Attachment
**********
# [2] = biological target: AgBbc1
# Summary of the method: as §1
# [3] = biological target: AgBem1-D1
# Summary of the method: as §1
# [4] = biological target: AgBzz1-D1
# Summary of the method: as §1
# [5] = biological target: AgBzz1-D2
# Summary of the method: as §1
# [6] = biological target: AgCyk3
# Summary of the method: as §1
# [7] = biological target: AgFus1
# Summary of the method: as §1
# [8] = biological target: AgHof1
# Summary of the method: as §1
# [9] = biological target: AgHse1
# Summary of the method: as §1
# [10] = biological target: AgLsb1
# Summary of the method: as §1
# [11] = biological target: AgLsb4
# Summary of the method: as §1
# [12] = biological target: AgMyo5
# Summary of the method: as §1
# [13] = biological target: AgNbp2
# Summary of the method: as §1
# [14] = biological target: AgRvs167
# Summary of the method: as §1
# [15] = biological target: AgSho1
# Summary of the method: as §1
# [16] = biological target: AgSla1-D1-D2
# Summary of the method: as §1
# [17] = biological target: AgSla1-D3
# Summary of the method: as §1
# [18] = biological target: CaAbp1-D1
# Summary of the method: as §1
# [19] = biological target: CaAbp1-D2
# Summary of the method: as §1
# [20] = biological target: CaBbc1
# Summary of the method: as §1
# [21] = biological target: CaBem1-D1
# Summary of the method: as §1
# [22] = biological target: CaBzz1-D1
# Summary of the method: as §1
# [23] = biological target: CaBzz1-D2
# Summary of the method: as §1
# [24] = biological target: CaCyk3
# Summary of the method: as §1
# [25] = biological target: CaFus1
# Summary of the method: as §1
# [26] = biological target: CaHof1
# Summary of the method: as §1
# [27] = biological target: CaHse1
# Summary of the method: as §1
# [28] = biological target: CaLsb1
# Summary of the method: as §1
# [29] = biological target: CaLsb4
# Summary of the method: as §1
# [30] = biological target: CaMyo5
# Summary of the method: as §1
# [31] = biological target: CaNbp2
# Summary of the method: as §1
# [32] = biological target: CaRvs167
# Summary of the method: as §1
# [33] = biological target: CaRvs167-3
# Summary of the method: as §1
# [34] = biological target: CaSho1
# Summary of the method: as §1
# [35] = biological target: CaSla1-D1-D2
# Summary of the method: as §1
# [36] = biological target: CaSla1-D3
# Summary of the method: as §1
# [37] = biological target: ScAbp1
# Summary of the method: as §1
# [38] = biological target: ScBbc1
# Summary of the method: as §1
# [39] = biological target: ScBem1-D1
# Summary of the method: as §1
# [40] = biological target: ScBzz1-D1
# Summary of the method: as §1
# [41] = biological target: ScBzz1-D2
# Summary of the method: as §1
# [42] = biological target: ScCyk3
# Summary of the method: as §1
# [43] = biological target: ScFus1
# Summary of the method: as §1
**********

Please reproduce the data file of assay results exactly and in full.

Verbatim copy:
# [2] = biological target: AgBbc1
# Summary of the method: as §1
# [3] = biological target: AgBem1-D1
# Summary of the method: as §1
# [4] = biological target: AgBzz1-D1
# Summary of the method: as §1
# [5] = biological target: AgBzz1-D2
# Summary of the method: as §1
# [6] = biological target: AgCyk3
# Summary of the method: as §1
# [7] = biological target: AgFus1
# Summary of the method: as §1
# [8] = biological target: AgHof1
# Summary of the method: as §1
# [9] = biological target: AgHse1
# Summary of the method: as §1
# [10] = biological target: AgLsb1
# Summary of the method: as §1
# [11] = biological target: AgLsb4
# Summary of the method: as §1
# [12] = biological target: AgMyo5
# Summary of the method: as §1
# [13] = biological target: AgNbp2
# Summary of the method: as §1
# [14] = biological target: AgRvs167
# Summary of the method: as §1
# [15] = biological target: AgSho1
# Summary of the method: as §1
# [16] = biological target: AgSla1-D1-D2
# Summary of the method: as §1
# [17] = biological target: AgSla1-D3
# Summary of the method: as §1
# [18] = biological target: CaAbp1-D1
# Summary of the method: as §1
# [19] = biological target: CaAbp1-D2
# Summary of the method: as §1
# [20] = biological target: CaBbc1
# Summary of the method: as §1
# [21] = biological target: CaBem1-D1
# Summary of the method: as §1
# [22] = biological target: CaBzz1-D1
# Summary of the method: as §1
# [23] = biological target: CaBzz1-D2
# Summary of the method: as §1
# [24] = biological target: CaCyk3
# Summary of the method: as §1
# [25] = biological target: CaFus1
# Summary of the method: as §1
# [26] = biological target: CaHof1
# Summary of the method: as §1
# [27] = biological target: CaHse1
# Summary of the method: as §1
# [28] = biological target: CaLsb1
# Summary of the method: as §1
# [29] = biological target: CaLsb4
# Summary of the method: as §1
# [30] = biological target: CaMyo5
# Summary of the method: as §1
# [31] = biological target: CaNbp2
# Summary of the method: as §1
# [32] = biological target: CaRvs167
# Summary of the method: as §1
# [33] = biological target: CaRvs167-3
# Summary of the method: as §1
# [34] = biological target: CaSho1
# Summary of the method: as §1
# [35] = biological target: CaSla1-D1-D2
# Summary of the method: as §1
# [36] = biological target: CaSla1-D3
# Summary of the method: as §1
# [37] = biological target: ScAbp1
# Summary of the method: as §1
# [38] = biological target: ScBbc1
# Summary of the method: as §1
# [39] = biological target: ScBem1-D1
# Summary of the method: as §1
# [40] = biological target: ScBzz1-D1
# Summary of the method: as §1
# [41] = biological target: ScBzz1-D2
# Summary of the method: as §1
# [42] = biological target: ScCyk3
# Summary of the method: as §1
# [43] = biological target: ScFus1
# Summary of the method: as §1